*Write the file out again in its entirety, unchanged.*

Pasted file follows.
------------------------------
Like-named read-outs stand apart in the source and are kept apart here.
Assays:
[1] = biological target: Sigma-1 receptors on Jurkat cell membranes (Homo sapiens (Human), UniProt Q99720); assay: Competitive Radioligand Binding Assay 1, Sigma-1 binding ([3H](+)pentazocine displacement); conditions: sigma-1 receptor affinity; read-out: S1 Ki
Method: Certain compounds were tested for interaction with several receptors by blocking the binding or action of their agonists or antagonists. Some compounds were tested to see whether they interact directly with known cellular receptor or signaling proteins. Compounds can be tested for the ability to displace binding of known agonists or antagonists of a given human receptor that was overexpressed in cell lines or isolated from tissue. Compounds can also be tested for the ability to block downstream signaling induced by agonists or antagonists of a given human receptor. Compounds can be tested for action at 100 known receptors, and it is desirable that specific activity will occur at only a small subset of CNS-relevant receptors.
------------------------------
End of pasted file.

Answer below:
Like-named read-outs stand apart in the source and are kept apart here.
Assays:
[1] = biological target: Sigma-1 receptors on Jurkat cell membranes (Homo sapiens (Human), UniProt Q99720); assay: Competitive Radioligand Binding Assay 1, Sigma-1 binding ([3H](+)pentazocine displacement); conditions: sigma-1 receptor affinity; read-out: S1 Ki
Method: Certain compounds were tested for interaction with several receptors by blocking the binding or action of their agonists or antagonists. Some compounds were tested to see whether they interact directly with known cellular receptor or signaling proteins. Compounds can be tested for the ability to displace binding of known agonists or antagonists of a given human receptor that was overexpressed in cell lines or isolated from tissue. Compounds can also be tested for the ability to block downstream signaling induced by agonists or antagonists of a given human receptor. Compounds can be tested for action at 100 known receptors, and it is desirable that specific activity will occur at only a small subset of CNS-relevant receptors.